Study questions value of early breast cancer detection

2016 08 26 11 32 34 470 Breast Mammo 400

Many small breast cancers will not grow large enough to become significant within a patient's lifetime and, subsequently, finding them early could lead to overdiagnosis, according to a study published in the June 8 issue of the New England Journal of Medicine.

The study questions the value of early breast cancer detection and casts doubt on mammography's efficacy, wrote Dr. Donald Lannin and Dr. Shiyi Wang, PhD, of Yale University. The group based the research on a controversial NEJM study published in 2012 by Bleyer and Welch.

"The recent article by Welch et al in the Journal showed clearly that since the adoption of widespread screening mammography, small breast cancers have increased in incidence over three times more than large cancers have decreased," they wrote. "This implies that many small cancers are not destined to progress to large cancers; instead, their detection results in overdiagnosis" (NEJM, June 8, 2017, Vol. 376:23, pp. 2286-2291).

But there's a problem with the new research, according to Dr. Daniel Kopans of Massachusetts General Hospital: The study's assumptions have no scientific basis.

"This is simply another paper published by a biased NEJM in an effort to reduce access to screening," he told via email. "The paper relies on the estimate of 22% overdiagnosis made by Bleyer and Welch in 2012. It's a complete fabrication, based on fabricated numbers."

Model behavior?

Lannin and Wang analyzed invasive breast cancers diagnosed between 2001 and 2013 in the Surveillance, Epidemiology, and End Results (SEER) database and divided them into three prognostic groups based on biologic factors: grade, estrogen-receptor status, and progesterone-receptor status. The three prognostic groups were defined as favorable, intermediate, and unfavorable, and the biologic factors produced 12 combinations of variables.

The researchers used Welch's proposed overdiagnosis estimate for invasive tumors of 22%. They assumed that the women who fell into the favorable group had the highest rate of overdiagnosis, and those in the unfavorable group had the lowest.

They then generated three virtual populations of women based on age and simulated life expectancies and lead times (defined as the length of time between when a cancer can be detected by screening and when it would have become clinically apparent without screening). For these models, the group also varied distributions of overdiagnosis rates among the prognostic categories:

  • Model 1: 41% favorable, 55% intermediate, and 4% unfavorable
  • Model 2: 53% favorable, 44% intermediate, and 3% unfavorable
  • Model 3: 65% favorable, 33% intermediate, and 2% unfavorable

Finally, Lannin and Wang also varied the overall overdiagnosis percentage, including calculations for 22%, 16.5%, and 11%.

Estimated lead time and overdiagnosis rates among tumor biologic groups
  Overdiagnosis rate (estimated mean lead time in years)
Favorable Intermediate Unfavorable
Based on a 22% overall overdiagnosis rate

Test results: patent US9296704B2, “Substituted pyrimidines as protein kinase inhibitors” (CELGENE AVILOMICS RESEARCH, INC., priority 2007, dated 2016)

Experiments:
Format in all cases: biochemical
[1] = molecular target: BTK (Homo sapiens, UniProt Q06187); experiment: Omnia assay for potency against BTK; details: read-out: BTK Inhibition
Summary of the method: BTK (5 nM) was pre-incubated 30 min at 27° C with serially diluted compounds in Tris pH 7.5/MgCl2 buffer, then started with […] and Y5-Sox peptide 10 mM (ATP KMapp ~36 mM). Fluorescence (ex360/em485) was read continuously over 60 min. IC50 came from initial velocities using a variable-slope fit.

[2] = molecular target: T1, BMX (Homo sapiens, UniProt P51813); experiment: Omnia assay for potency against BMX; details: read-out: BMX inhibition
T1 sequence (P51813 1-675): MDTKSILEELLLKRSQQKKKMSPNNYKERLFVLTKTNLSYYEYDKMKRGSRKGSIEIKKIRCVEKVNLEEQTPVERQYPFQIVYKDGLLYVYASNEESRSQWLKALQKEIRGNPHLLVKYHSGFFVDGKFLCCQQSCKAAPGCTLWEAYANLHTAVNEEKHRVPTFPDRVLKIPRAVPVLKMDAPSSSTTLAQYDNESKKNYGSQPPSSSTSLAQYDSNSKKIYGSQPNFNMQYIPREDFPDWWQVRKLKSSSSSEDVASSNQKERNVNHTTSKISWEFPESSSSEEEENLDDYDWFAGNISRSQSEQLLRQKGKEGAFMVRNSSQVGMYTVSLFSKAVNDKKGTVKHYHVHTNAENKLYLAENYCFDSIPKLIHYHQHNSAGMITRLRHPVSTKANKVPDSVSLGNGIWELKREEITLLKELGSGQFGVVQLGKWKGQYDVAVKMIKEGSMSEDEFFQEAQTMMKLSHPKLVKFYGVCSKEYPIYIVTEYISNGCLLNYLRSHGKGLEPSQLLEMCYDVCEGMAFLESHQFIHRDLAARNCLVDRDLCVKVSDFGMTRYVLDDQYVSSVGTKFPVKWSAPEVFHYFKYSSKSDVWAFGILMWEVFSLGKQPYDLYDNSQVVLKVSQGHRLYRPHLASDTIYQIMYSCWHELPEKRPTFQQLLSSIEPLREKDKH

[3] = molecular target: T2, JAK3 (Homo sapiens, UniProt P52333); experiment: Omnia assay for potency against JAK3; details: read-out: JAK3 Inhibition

Model 1 40% (19.9) 22.3% (10.6) 3.8% (2)
Model 2 51.8% (29.6) 17.8% (8.5) 2.9% (1.4)
Model 3 63.5% (44.9) 13.4% 6.4) 2.1% (0.9)
Based on a 16.5% overall overdiagnosis rate
Model 1 30% (13.8) 16.7% (8.1) 2.9% (1.4)
Model 2 38.8% (19) 13.4% (6.4) 2.1% (0.9)
Model 3 47.6% (25.6) 10% (4.9) 1.4% (0.3)
Based on an 11% overall overdiagnosis rate
Model 1 20% (8.9) 11.1% (4.4) 1.9% (0.8)
Model 2 25.9% (11.6) 8.9% (4.4) 1.4% (0.3)
Model 3 31.7% (14.7) 6.7% (3.3) 1% (< 0.1)

Among women 40 and older, tumors with favorable biologic features made up 38.2% of those that were 1 cm or smaller; tumors with unfavorable biologic features made up 14.1% of those 1 cm or smaller, Lannin and Wang wrote. They noted that tumor size and biologic features both influenced prognosis, with large tumors with favorable biologic features having better prognoses than small tumors with unfavorable features.

The study results "explain both why screening mammography causes considerable overdiagnosis and also why its effectiveness is limited," they wrote.

"Because of the long lead times, mammography is very good at detecting tumors with favorable biologic features, and therefore these tumors are overrepresented among small tumors," they added. "However, many of them do not progress within the patient's lifetime; therefore, they contribute substantially to overdiagnosis. Furthermore, the ones that do progress still have an excellent prognosis even when they become large, so there is little benefit to detecting them early."

Physicians, patients, and the public must be educated on the slow-growing nature of some breast cancers, Lannin said in a statement released by Yale.

"This knowledge will allow us to individualize treatment options, provide 'personalized medicine,' and avoid the major harms of overdiagnosis, which can result in overtreatment and the anxiety and fear that a cancer diagnosis causes," he said.

Scientifically unsupportable?

In response to the paper, Kopans questioned the underlying methodology of the study, in particular its reliance on Bleyer and Welch's assumption that 22% of breast cancers are overdiagnosed -- an estimate that's based on "guesses" and for which there is no actual evidence, Kopans believes.

Studies like the new NEJM one that question the value of mammography screening are having a major negative effect on women's access to breast screening, according to Kopans.

"If these scientifically unsupportable papers continue to be reported as if they simply represent disagreements rather than actually 'alternative facts,' then this [false debate] will continue to go on and women will lose access to screening," he told

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